Laura Margaret Ramsey (USA/Canada) is an NYC based artist working with data, sound, video, and photography. Her artistic practice is informed by archival structures, computational ecosystems, and the ethical considerations of human & non-human animals, plants and machines. 

︎ CV


A sound project initiated by L. M. Ramsey and Kalas Liebfried in 2023. The project employs data found in open-access archives and their interpretation through doom, drone and ambient compositions.


Performed live May 2023, for the release of Positionen Issue #135 at Lothringer 13 Halle. A Non-profit Space for Contemporary Art.

Ramsey began the construction of this work by collecting various recordings of howls, barks and growls of the gray wolf. She then analyzed the phonemes in the recordings to identify the specific frequencies, durations, and patterns of the different wolf vocalizations. These phonemes are then mapped to the phonetic units of human speech. She further compared the phonemes to her own to refine prosody. The synthetic voices are placed in the backdrop of the sampled wolf sounds and are responded to by the droning howl of Liebfried’s guitar.


INTERACTIVE VERSION: www.sonicextinction.net/v2/dawn-phase

Junk Anima is a sample-based synthetic sound work illustrating the unique sonic experience of whales and its invisibilization by humans in Antarctic waters.

The ‘junk’ of a whale is the structure found in the forehead, originally labelled this way by whalers who dismissed this portion of the whale as worthless. This so-called ‘junk’ is a key organ that is involved in communication, echolocation, and their experience of this world. The International Association of Antarctica Tour Operators (IAATO) estimates that in 2023, over 100,000 tourists will visit Antarctica, a 40% increase from pre-pandemic years. While hunting and whaling has a visible effect on populations, tourism and other human activities often have invisible ones. Samples of hydrophone recordings found in several online databases dedicated to ship noise, have been synthesised to simulate this barrage of sound produced by the increase in human traffic. The samples are combined with an archival narration from a 1940s instructional documentary on whaling, our own instrumental stylings, and layered over a hydrophone recording of ambient Antarctic waters. This work reminds us how often humans have labelled the anima of a non-human as junk, and shifts the ear towards our collective impact on these individuals and the continued human-centred narrative.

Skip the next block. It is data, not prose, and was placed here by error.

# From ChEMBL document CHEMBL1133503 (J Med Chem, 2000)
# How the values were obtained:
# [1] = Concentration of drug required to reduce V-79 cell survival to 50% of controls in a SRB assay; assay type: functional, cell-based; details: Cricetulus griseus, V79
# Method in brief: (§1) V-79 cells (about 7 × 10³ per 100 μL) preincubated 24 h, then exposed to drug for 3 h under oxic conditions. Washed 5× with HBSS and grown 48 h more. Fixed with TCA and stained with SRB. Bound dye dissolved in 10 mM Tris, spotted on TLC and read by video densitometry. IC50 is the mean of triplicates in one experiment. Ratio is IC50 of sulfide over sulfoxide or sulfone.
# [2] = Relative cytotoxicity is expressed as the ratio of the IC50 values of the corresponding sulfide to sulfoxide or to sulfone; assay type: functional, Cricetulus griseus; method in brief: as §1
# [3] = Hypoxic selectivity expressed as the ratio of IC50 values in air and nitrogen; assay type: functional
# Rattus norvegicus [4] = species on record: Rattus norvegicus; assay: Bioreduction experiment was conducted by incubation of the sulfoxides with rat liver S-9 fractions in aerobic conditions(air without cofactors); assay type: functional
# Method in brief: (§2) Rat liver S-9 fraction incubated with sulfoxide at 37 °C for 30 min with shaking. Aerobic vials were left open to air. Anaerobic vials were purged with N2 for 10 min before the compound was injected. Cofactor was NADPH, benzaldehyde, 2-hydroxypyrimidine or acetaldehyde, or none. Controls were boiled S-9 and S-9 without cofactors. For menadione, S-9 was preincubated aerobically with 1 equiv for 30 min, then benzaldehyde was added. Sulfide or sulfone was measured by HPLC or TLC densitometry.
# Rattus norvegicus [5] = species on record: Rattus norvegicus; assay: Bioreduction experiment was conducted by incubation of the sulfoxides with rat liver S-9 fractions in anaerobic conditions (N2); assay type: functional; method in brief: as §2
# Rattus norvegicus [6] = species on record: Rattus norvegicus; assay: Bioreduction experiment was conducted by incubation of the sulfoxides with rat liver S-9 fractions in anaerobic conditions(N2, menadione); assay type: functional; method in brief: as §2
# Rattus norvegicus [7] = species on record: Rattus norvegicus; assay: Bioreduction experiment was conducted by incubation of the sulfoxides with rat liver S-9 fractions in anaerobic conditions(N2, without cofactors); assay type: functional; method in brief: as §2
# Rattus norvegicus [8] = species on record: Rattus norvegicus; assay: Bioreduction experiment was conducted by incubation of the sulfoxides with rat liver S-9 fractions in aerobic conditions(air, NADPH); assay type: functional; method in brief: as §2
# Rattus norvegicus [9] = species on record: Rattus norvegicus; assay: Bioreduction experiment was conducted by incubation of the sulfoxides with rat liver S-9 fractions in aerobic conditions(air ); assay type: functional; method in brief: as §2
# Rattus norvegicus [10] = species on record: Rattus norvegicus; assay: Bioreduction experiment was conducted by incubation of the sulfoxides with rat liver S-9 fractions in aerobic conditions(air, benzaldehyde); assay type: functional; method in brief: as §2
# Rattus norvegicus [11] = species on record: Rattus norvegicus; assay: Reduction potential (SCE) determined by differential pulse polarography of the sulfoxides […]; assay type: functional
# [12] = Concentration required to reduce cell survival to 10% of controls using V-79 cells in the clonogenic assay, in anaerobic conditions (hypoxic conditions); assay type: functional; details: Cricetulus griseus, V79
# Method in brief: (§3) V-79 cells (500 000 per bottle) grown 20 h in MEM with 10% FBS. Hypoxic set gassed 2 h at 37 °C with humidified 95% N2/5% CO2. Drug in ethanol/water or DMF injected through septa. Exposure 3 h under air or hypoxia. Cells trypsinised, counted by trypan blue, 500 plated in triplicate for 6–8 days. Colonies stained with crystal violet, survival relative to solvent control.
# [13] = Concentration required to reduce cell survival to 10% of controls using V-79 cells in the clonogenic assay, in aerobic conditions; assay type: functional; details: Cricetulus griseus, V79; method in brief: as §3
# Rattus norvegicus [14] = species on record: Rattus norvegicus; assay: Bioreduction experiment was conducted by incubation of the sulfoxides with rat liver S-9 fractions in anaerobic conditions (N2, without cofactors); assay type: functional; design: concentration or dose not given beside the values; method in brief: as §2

Commissioned by RADIO AMNION: SONIC TRANSMISSIONS OF CARE IN OCEANIC SPACE  a multi-year sound art project for the waters of Earth, commissioning and relaying new compositions by contemporary artists more than 2kms deep with/in the Pacific Ocean. During each full moon, far beyond human perception, the abyssal waters of Cascadia Basin resonate with the deep frequencies and voices of invited artists. All transmissions are relayed in the sea through a submerged neutrino telescope experiment’s calibration system and available here online only during the three days of each full moon.

HYPERACID is an ancestral anthology of whale vocalisations assembled from archival hydrophone recordings collected between the years 1940-2000.

The combined sounds are linear, with the recordings from the 1940s playing for the first minute, followed by the 1950s, and so on, until we reach the year 2000 at the six minute mark. These generational vocalisations are united to the backdrop of an orchestra tuning their instruments, until they are existing as many individuals not separated by time, but all at once, in tune.

Since the beginning of the industrial revolution, the concentration of carbon dioxide has risen significantly, causing a shift in the pH of the ocean, resulting in acidification. This shift has had an impact on many living organisms. Shell builders like oysters and corals for example, have had a hard time finding enough carbonate ions to maintain their calcium based structures. Recent scientific conversation amongst humans has hypothesised that ocean acidification has impacted how sound propagates through the water. The amplification of some sounds and the silencing of others may result in a significant human led shift away from the natural evolution of the cultural languages and sonifications of these individuals, placing them out of tune with one another.

This was our call to action, to assemble this historical data, and to share these songs with the only ones left able to listen. This work is for the whales.